Improbably Delicious


Oh the joy of creating with reckless abandon; without care or concern for the outcome.

And why, if I know this to be true, am I constantly surprised with the results each and every time??

Here, I have simply grabbed a couple of unlikely images (those without a drop of potential) – or so I thought – and carelessly merged them together with the iPhone app ‘Blender’.  I then tweaked the (pre-set) Blend Modes until I came up with these fun results!

You must try this at home!!

Already Art: A New Project

mixed media

I’ve written posts before about how much I enjoy photographing parts of my artwork…how extracting smaller juxtapositions can create completely different perspectives of a piece and turn it into something completely different.

Well, this weekend I stumbled upon yet another way to do just that.

But in this case I’m taking the smaller part and building on it.

I’ve started a new project – a new journey, if you will. A mixed media journey where I travel as lightly as possible.

No paint. No glue. No encaustic medium needed.  Its a journey you can embark on when you’ve got a few minutes (or a few hours) – depending on your addiction – and it is very addictive!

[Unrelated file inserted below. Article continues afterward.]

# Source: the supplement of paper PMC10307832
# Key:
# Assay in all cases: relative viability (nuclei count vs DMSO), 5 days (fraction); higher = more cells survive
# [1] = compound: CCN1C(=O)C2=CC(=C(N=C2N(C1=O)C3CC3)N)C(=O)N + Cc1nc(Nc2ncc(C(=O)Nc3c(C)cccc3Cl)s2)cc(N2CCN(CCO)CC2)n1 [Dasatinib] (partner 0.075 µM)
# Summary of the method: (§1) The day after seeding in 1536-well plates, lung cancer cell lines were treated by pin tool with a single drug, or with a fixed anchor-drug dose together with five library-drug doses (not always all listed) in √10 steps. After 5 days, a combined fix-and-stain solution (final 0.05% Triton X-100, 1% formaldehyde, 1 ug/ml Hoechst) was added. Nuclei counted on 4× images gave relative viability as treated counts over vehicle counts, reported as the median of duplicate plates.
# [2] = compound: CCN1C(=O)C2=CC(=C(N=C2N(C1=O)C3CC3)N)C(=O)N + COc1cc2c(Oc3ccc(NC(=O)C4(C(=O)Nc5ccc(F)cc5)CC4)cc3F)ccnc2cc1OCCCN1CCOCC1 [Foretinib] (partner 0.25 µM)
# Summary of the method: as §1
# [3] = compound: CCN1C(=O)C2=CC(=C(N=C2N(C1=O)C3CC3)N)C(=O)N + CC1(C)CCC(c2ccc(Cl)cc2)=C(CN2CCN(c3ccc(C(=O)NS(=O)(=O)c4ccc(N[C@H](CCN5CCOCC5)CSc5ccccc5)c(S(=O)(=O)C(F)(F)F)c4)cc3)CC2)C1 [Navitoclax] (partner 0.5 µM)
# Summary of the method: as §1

There’s something truly wonderful about traveling lightly and in this case having everything you need right in the palm of your hand – literally.

This new project is one where I will create art simply with my iPhone and the apps I have on it; compositing in its simplest form, without turning on the laptop; setting up the workspace, or importing into Photoshop.  Very low tech.  The point is to keep it very simple; to use what I already have on hand – to build on what I’ve already created: to breath new life into ‘already art’. I’ll be using the phone to take images and to make art from those images.

The above is one of my first attempts.

This is the result from wandering around the studio snapping photos of various artwork, dried paint palettes, found objects, etc.; manipulating the images (via apps) and then combining the parts or the whole into one image.

Does the scribbling look familiar?  That’s from the image in ‘What Are You Waiting For’ (my previous post). The polka dot sheet is a piece of tissue paper I had on hand that had been covered in encaustic medium.  All photographed by the iPhone and all manipulated/combined with iPhone apps.